The home device market has seen significant growth over the past couple of years, with more content and services being streamed into such devices than ever before. How are the trends around the technology and use-cases driving development?
In this recorded IBC Digital session Andrea Cantone PhD, senior manager, strategy and marketing at ARM, dives into future market and technology trends in detail. He considers future requirements for DTV, set-top boxes (STB) and OTT devices across different forms of compute with more processing power, AI and Machine Learning (ML) workloads, security and new features like 8K. He also outlines what the home device market needs to do to service the demands of this growth.
Cantone segments the market into a high tier and the lower entry tier. “The high tier has features such as 4K/8K resolution and multiple video streams, as well as upcoming features that will be released in the next few years like an enhanced UI, speech recognition and gesture detection, 5G connectivity or AI-based quality enhancement,” he explains.
Low tier is defined as the majority of the current market, with 4K or 2K resolution support, as well as some basic voice UI support, mostly through a remote control.
Content is still king in these markets and is driving the increase in resolution in particular.
“The personalisation of content, simplification of choice, as well as easier and simpler UI is going to drive differentiation.”
“There is a movement now from 4K to 8K resolution,” says Cantone. “There is also the development of AI and machine learning capabilities to bring that resolution up, even if it’s not delivered natively.”
This is enabling better experiences in terms of content delivery and also in terms of customer choice.
“So for people to differentiate, we’re looking at different customer experiences,” Cantone says. “The personalisation of content, simplification of choice, as well as easier and simpler UI is going to drive differentiation.”
As well as intelligent recommendations, Canton suggests higher resolution for menus will give users the capability to flick to content in easier and simplified ways.
AI and ML features are being brought to bear on the development of the user experience, particular in terms of gesture recognition and face tracking, driven not just by the boom in fitness devices entering the home during the pandemic, but also because “a lot more people are spending time in front of the TV”.
“Gaming is kicking off; you can access it via the cloud,” adds Cantone. “You don’t need a console any longer to play some of your games. We’re looking at bringing that experience to the next level. We want to reduce the latency, have what we call a native game experience where you run the game on the [home device] itself to keep offering the advanced UI and experience [people have become used to].”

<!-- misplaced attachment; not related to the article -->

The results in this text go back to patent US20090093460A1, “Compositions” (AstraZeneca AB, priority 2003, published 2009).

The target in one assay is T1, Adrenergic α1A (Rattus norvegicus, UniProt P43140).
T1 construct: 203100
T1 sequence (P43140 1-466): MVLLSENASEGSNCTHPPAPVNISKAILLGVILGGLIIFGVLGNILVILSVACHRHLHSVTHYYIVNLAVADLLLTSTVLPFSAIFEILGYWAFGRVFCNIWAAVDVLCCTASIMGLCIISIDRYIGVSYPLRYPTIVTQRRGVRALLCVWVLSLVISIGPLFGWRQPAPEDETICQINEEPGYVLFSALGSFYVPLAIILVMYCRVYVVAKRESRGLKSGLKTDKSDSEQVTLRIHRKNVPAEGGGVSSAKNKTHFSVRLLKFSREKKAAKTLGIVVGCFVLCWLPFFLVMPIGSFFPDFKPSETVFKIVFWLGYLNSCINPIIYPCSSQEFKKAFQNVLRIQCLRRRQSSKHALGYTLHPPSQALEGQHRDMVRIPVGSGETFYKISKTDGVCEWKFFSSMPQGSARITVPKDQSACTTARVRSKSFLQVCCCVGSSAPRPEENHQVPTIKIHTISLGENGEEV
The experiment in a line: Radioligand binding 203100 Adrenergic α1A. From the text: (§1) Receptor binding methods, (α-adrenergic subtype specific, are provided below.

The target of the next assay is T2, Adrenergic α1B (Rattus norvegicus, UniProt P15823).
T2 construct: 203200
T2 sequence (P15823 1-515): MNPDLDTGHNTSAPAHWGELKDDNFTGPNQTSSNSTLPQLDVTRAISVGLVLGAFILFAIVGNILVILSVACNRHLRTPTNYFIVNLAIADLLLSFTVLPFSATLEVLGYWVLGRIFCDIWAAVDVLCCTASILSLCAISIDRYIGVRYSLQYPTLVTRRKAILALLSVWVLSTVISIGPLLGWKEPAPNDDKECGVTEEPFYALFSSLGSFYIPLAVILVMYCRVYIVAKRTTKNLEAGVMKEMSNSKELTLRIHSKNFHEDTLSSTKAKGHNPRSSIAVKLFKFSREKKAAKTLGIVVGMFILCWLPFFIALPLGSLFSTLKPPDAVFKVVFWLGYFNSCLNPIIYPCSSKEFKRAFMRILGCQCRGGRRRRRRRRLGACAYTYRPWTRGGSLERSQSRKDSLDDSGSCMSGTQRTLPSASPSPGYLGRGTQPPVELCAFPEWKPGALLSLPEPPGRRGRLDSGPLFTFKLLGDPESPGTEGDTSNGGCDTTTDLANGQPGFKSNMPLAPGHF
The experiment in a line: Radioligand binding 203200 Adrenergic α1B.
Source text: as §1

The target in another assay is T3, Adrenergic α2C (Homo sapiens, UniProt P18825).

Then there is the smart home applications, such as alarms and device control, as well as the widespread acceptance now of video communication. The STB can be a central point for controlling all these home-based functions, says Cantone.
“What we’ve seen up to now is a big shift in the importance of a set-top box, which is still mainly driven by content, but is expanding its capabilities and features to cover a lot of applications from fitness to gaming, to smart home and smart camera applications. This is actually driving the technology to the next level.”
AI and ML are also being deployed in the area of security, not just in terms of content watermarking, but also security around algorithms and the protection of applications and browsers from attack.
Cantone says to address all these trends, ARM is shifting from “a product evolution focus to use-case driven solutions”.
“Here at ARM when we talk about this shift, we talk about Total Compute solution, which is a complete system solution that gives you not just the physical and scalable IP that you require for the product itself, but also the tools and the software ecosystem that you require to design your premium devices, as well as some common standards and support that you need to make those solutions scalable and efficient,” he adds. “We’re looking at delivering real-life use cases promptly that enables you to reduce your time to market and be efficient during your development.”
In summary, Cantone says when operators and OEMs are looking for the next product, what is important is to think about a scalable solution. “This should be a scalable system that you can use across different tools, to enable you to deliver different features,” he advises. “Also think about a platform that can be in the market for a quite extensive amount of time, between three to seven years. Think about how you can develop your security and your ML and AI algorithms within the ecosystem.”
At the end of the session, Cantone invites IBC Digital viewers to contact him for questions or comments and provides links to more extensive reading on this subject.
Watch How future market and technology trends will define the home device market on-demand on IBC Digital